All Resources

Making Good Decisions in a Job Search

Feb 20 , 2020

Red arrow.

Many job searchers struggle with decisions throughout the process - essential choices that can impact their careers in profound ways. The job market is so good right now that the outcome of your search may very well be multiple excellent offers. Maybe you struggle between choosing a traditional office position and a less secure remote gig that could give you more flexibility and let you pursue your passion.

Many times, job decisions can come down to a gut-level conclusion, even when you've spent hours going over the pros and cons. But there are some tried and true ways to make right decisions that can help you have confidence that you won't have to live with regret for years or return to the job search in weeks or months when you find out you didn't make a good match.

Goal Alignment

Not sure what criteria to use when evaluating different opportunities? At the top of the list should be how well the position aligns with your career goals. Looking at jobs through the lens of goal alignment can show you what the best next step is, and it needs to be considered above other criteria like salary, benefits, and perks. Goal alignment over time will take you beyond a small salary increase or better benefits, leading to more advancement and likely bigger salary and benefits increases, in addition to a higher level of fulfillment.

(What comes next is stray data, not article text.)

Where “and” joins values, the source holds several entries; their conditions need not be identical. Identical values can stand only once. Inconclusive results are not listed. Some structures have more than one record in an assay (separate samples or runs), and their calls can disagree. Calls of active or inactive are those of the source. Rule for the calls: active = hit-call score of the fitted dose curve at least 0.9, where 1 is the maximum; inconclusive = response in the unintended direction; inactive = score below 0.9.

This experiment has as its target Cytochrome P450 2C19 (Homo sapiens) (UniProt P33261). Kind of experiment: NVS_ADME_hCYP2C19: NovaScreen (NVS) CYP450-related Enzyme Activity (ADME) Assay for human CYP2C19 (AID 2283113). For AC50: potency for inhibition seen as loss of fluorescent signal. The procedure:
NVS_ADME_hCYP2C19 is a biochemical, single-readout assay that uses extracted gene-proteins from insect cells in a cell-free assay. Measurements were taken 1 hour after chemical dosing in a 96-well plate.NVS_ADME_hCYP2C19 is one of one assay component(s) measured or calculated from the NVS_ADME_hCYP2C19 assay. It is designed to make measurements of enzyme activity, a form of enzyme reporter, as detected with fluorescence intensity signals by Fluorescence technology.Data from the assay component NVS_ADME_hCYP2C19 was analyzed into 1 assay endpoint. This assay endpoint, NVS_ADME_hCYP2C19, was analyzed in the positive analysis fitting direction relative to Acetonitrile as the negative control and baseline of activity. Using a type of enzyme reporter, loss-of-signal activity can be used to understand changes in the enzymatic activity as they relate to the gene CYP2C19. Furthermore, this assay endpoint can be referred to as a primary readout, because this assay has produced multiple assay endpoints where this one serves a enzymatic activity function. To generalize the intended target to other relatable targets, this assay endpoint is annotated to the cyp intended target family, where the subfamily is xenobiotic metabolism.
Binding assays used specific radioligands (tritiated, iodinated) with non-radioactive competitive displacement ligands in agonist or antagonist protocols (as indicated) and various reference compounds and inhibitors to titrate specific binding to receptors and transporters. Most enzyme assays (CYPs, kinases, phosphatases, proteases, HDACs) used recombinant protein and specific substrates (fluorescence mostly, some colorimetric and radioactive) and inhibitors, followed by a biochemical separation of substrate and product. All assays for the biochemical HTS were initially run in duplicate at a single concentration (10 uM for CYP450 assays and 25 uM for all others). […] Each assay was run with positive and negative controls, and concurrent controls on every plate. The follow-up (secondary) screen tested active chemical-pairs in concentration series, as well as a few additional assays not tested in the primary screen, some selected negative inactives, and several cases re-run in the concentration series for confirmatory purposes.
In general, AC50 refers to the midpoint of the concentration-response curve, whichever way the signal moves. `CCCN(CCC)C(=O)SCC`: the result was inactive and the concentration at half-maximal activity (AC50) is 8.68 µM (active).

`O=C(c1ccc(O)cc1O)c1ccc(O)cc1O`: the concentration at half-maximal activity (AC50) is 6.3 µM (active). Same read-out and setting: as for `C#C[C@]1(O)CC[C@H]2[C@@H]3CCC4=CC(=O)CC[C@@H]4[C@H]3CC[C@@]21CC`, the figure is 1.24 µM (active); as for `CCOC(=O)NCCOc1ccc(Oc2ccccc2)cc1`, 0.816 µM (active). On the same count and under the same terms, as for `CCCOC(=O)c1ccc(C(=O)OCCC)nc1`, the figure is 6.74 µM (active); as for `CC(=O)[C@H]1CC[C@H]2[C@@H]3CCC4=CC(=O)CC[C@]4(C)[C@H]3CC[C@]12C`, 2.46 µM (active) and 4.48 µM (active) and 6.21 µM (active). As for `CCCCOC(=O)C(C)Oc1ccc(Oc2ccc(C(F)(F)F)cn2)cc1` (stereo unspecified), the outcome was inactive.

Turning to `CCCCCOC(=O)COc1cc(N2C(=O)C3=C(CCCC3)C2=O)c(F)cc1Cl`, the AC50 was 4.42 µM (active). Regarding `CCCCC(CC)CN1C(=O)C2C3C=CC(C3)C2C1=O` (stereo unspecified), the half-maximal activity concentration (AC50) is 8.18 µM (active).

Relationship Focus  

If you're choosing between two jobs, which one will best allow you to develop closer and deeper professional relationships? Which workplace culture seems to value and invest in connections more? Relationships don't just mean companionship--they also signify more emotional and professional support and, in general, just make the job more enjoyable than one in which relationships aren't as valued. 

Computer keyboard with enter key labeled Decision Making. 

Keep Asking Questions

If you feel paralyzed when considering a job offer or trying to decide between multiple offers, asking additional questions may help you clarify the differences between them so that you can make a better decision. By asking yourself what information would help you make a decision, you can identify which questions you need to ask and then do so. 

Find an Objective Second Opinion

Asking someone else to give input about your decision can give you a more objective perspective and help with a decision. Keep in mind that others may have different criteria and goals than you do, so you don't want to just take their perspective as your own. Even so, getting another viewpoint can clarify your own thinking and help you sort through different options in a more objective way. 

Construct a Futures Wheel

This technique is meant to show potential negative and positive consequences to decisions. For each option, you list consequences in levels that often spiral out from the central option. Taking a lower-paying job because it offers better advancement opportunities could mean finding an apartment with cheaper rent, delaying retirement funding, or waiting longer to start a family, for instance. 

Making good decisions in a job search will result in more happiness and job satisfaction for years to come. GDH wants to help you in your job search with our job listings and a talent network that connects talent with employers that need it.